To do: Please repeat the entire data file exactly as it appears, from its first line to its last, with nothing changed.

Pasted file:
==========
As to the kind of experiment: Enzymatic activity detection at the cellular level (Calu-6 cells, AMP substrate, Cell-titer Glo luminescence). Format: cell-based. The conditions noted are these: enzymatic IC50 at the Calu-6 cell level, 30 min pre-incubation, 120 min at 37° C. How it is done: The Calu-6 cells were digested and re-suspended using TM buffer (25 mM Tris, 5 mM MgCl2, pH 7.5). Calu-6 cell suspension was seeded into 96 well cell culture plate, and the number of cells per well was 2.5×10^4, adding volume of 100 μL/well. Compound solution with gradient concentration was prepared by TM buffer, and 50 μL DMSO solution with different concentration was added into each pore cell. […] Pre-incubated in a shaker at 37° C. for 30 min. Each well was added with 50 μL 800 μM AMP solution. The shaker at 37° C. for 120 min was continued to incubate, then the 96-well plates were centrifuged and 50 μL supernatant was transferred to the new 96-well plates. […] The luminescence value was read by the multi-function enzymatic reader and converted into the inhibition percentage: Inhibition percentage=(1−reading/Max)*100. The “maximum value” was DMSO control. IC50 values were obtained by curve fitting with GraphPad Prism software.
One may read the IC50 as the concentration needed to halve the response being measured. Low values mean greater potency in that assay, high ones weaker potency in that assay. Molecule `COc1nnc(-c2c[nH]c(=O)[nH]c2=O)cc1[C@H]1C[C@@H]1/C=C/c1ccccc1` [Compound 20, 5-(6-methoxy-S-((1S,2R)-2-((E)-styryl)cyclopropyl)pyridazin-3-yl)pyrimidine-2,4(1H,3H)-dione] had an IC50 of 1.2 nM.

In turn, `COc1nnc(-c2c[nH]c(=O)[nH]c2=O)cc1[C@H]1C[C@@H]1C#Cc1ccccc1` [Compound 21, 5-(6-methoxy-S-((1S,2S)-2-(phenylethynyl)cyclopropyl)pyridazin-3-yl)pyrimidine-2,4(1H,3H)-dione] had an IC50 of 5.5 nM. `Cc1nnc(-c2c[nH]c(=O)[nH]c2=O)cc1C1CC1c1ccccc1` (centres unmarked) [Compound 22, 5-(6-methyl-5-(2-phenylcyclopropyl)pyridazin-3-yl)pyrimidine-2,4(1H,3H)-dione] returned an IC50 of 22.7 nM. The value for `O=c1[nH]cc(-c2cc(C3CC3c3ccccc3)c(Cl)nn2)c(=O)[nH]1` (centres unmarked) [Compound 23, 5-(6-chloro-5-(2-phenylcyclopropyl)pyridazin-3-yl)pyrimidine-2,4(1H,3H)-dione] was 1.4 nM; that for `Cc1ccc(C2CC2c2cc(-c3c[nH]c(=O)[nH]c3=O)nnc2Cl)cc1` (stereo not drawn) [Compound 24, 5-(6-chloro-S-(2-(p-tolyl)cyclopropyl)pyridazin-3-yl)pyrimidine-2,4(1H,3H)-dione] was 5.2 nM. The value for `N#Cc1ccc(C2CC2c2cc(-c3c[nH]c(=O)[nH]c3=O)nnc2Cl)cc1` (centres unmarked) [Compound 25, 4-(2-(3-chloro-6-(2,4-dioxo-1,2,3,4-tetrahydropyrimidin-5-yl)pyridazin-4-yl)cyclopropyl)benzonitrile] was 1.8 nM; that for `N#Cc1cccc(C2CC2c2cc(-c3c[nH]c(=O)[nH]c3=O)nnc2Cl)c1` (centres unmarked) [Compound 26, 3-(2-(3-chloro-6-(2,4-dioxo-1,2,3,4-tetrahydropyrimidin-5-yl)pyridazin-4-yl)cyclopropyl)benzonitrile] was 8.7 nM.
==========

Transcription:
As to the kind of experiment: Enzymatic activity detection at the cellular level (Calu-6 cells, AMP substrate, Cell-titer Glo luminescence). Format: cell-based. The conditions noted are these: enzymatic IC50 at the Calu-6 cell level, 30 min pre-incubation, 120 min at 37° C. How it is done: The Calu-6 cells were digested and re-suspended using TM buffer (25 mM Tris, 5 mM MgCl2, pH 7.5). Calu-6 cell suspension was seeded into 96 well cell culture plate, and the number of cells per well was 2.5×10^4, adding volume of 100 μL/well. Compound solution with gradient concentration was prepared by TM buffer, and 50 μL DMSO solution with different concentration was added into each pore cell. […] Pre-incubated in a shaker at 37° C. for 30 min. Each well was added with 50 μL 800 μM AMP solution. The shaker at 37° C. for 120 min was continued to incubate, then the 96-well plates were centrifuged and 50 μL supernatant was transferred to the new 96-well plates. […] The luminescence value was read by the multi-function enzymatic reader and converted into the inhibition percentage: Inhibition percentage=(1−reading/Max)*100. The “maximum value” was DMSO control. IC50 values were obtained by curve fitting with GraphPad Prism software.
One may read the IC50 as the concentration needed to halve the response being measured. Low values mean greater potency in that assay, high ones weaker potency in that assay. Molecule `COc1nnc(-c2c[nH]c(=O)[nH]c2=O)cc1[C@H]1C[C@@H]1/C=C/c1ccccc1` [Compound 20, 5-(6-methoxy-S-((1S,2R)-2-((E)-styryl)cyclopropyl)pyridazin-3-yl)pyrimidine-2,4(1H,3H)-dione] had an IC50 of 1.2 nM.

In turn, `COc1nnc(-c2c[nH]c(=O)[nH]c2=O)cc1[C@H]1C[C@@H]1C#Cc1ccccc1` [Compound 21, 5-(6-methoxy-S-((1S,2S)-2-(phenylethynyl)cyclopropyl)pyridazin-3-yl)pyrimidine-2,4(1H,3H)-dione] had an IC50 of 5.5 nM. `Cc1nnc(-c2c[nH]c(=O)[nH]c2=O)cc1C1CC1c1ccccc1` (centres unmarked) [Compound 22, 5-(6-methyl-5-(2-phenylcyclopropyl)pyridazin-3-yl)pyrimidine-2,4(1H,3H)-dione] returned an IC50 of 22.7 nM. The value for `O=c1[nH]cc(-c2cc(C3CC3c3ccccc3)c(Cl)nn2)c(=O)[nH]1` (centres unmarked) [Compound 23, 5-(6-chloro-5-(2-phenylcyclopropyl)pyridazin-3-yl)pyrimidine-2,4(1H,3H)-dione] was 1.4 nM; that for `Cc1ccc(C2CC2c2cc(-c3c[nH]c(=O)[nH]c3=O)nnc2Cl)cc1` (stereo not drawn) [Compound 24, 5-(6-chloro-S-(2-(p-tolyl)cyclopropyl)pyridazin-3-yl)pyrimidine-2,4(1H,3H)-dione] was 5.2 nM. The value for `N#Cc1ccc(C2CC2c2cc(-c3c[nH]c(=O)[nH]c3=O)nnc2Cl)cc1` (centres unmarked) [Compound 25, 4-(2-(3-chloro-6-(2,4-dioxo-1,2,3,4-tetrahydropyrimidin-5-yl)pyridazin-4-yl)cyclopropyl)benzonitrile] was 1.8 nM; that for `N#Cc1cccc(C2CC2c2cc(-c3c[nH]c(=O)[nH]c3=O)nnc2Cl)c1` (centres unmarked) [Compound 26, 3-(2-(3-chloro-6-(2,4-dioxo-1,2,3,4-tetrahydropyrimidin-5-yl)pyridazin-4-yl)cyclopropyl)benzonitrile] was 8.7 nM.